FEDORA is Looking to Change How Dance is Funded in Europe—and Giving Major Prizes Along the Way
What do Alexei Ratmansky and rising Israeli star Sharon Eyal have in common? Both have had creations partly funded by an innovative new organization: FEDORA, which was launched in 2014 as a tribute to composer Rolf Liebermann by French arts patron Jérôme-François Zieseniss to promote innovation and collaboration in ballet and opera across Europe.
Since then, this Paris-based funding organization has built a network of 80 members, most of them opera houses and companies, from 20 countries. Every year, it awards a Prize for Ballet (as well as a sister Prize for Opera) to an upcoming new production by one of these institutions, elected by a jury of professionals; the dance award, sponsored by Van Cleef & Arpels, is worth €100,000, or approximately $118,000. This year, it went to the William Forsythe–choreographed A Quiet Evening of Dance, which premieres at London's Sadler's Wells in October.
FEDORA aims to plug a gap in European arts funding: While public support for the performing arts has traditionally been strong on the continent, private giving isn't nearly as common as it is in the U.S. Following the 2008 economic crisis, however, government funding has declined in many countries. "The mind-set of philanthropy isn't as established here, so a certain education has to be done to build awareness," says Edilia Gänz, the director of FEDORA.
Past winners make up a diverse group, from Ratmansky's The Sleeping Beauty (co-produced by American Ballet Theatre and Milan's La Scala) to Eyal and Gai Behar's Love Chapter 2 and French choreographer Christian Rizzo's Le syndrome ian. "The only criteria is that it needs to be newly commissioned or reinterpreted work, made by an artistic team from different backgrounds, and it has to be a coproduction, in order to encourage the work's international mobility," says Gänz.
One unusual feature of FEDORA is that unlike most prizes, it is awarded to projects ahead of their premieres. "We're supporting ideas, the risk involved in making new work," Gänz says. "It also helps the institutions to find and detail their pitch."
The European Union has already recognized the value of FEDORA's outlook: In 2017, the organization was awarded $2.35 million over four years as part of the EU's Creative Europe program in order to develop new initiatives, beginning with an online funding platform, which went live earlier this year. As part of it, in addition to the annual Prize for Ballet, nominated projects will benefit from a crowdfunding campaign, to promote individual giving.
There is still a ways to go for this mixed-funding model to become the norm in Europe. This spring's trial run of the crowdfunding campaign raised small amounts of money for projects by Forsythe, Emanuel Gat Dance, Birmingham Royal Ballet and the Czech Republic's National Theatre Brno. "It is still fairly new, and there are obstacles," says Gänz. "But we want to show that philanthropy is essential to encourage innovation."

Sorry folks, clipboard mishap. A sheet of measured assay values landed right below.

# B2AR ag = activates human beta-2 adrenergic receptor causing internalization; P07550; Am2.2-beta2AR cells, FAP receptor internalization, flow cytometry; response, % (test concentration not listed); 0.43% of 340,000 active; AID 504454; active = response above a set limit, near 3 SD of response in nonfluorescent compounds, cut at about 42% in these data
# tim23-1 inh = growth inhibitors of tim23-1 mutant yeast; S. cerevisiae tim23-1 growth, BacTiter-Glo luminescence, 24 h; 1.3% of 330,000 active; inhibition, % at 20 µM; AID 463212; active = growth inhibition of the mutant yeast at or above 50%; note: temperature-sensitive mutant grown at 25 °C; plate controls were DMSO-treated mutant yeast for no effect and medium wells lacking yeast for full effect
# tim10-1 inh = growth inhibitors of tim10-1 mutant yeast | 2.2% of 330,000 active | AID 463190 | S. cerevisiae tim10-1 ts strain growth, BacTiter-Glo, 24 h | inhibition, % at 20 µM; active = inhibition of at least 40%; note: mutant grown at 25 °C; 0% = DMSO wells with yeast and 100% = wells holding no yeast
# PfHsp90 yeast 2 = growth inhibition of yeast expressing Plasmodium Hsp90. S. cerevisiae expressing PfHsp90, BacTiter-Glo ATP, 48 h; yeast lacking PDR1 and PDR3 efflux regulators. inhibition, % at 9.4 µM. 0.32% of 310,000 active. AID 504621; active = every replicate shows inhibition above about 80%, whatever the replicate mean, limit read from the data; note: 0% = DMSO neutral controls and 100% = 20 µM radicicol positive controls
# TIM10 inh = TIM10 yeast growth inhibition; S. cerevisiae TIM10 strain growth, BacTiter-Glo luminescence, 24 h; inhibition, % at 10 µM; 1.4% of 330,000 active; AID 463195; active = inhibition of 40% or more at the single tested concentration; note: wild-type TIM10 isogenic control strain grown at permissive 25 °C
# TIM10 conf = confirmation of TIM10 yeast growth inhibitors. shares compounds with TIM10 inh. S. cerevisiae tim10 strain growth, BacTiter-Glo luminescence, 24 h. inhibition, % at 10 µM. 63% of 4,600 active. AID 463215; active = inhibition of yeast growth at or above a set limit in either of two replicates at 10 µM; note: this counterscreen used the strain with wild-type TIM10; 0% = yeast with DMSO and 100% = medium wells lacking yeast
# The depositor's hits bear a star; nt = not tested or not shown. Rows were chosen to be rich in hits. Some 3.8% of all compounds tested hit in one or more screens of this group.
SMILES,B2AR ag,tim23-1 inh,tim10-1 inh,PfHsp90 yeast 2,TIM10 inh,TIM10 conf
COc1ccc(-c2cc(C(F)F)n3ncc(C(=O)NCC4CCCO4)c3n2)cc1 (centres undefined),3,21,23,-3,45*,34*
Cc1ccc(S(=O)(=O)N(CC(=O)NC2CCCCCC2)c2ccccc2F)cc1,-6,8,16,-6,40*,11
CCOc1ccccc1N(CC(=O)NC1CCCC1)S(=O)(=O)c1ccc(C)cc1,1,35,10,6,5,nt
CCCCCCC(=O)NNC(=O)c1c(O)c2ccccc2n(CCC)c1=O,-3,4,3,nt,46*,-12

When the news broke that Prince George, currently third in line for the British throne, would be continuing ballet classes as part of his school curriculum this year, we were as excited as anyone. (Okay, maybe more excited.)
This was not, it seems, a sentiment shared by "Good Morning America" host Lara Spencer.
If you think becoming a trainee or apprentice is the only path to gaining experience in a dance company environment, think again.
The University of Arizona, located in the heart of Tucson, acclimates dancers to the pace and rigor of company life while offering all the academic opportunities of a globally-ranked university. If you're looking to get a head-start on your professional dance career—or to just have a college experience that balances company-level training and repertory with rigorous academics—the University of Arizona's undergraduate and graduate programs have myriad opportunites to offer:
Yes, we realize it's only August. But we can't help but to already be musing about all the incredible dance happenings of 2019.
We're getting ready for our annual Readers' Choice feature, and we want to hear from you about the shows you can't stop thinking about, the dance videos that blew your mind and the artists you discovered this year who everyone should know about.
If you're seeking an extra dash of inspiration to start the new season on the right—dare we say—foot, look no further than dance documentaries.
Starting August 23, OVID, a streaming service dedicated to docs and art-house films, is adding eight notable dance documentaries to its library. The best part? There's a free seven-day trail. (After that, subscriptions are $6.99 per month or $69.99 annually.)
From the glamour of Russian ballet stars to young dancers training in Cuba to a portrait of powerhouse couple Carmen de Lavallade and Geoffrey Holder, here's what's coming to a couch near you: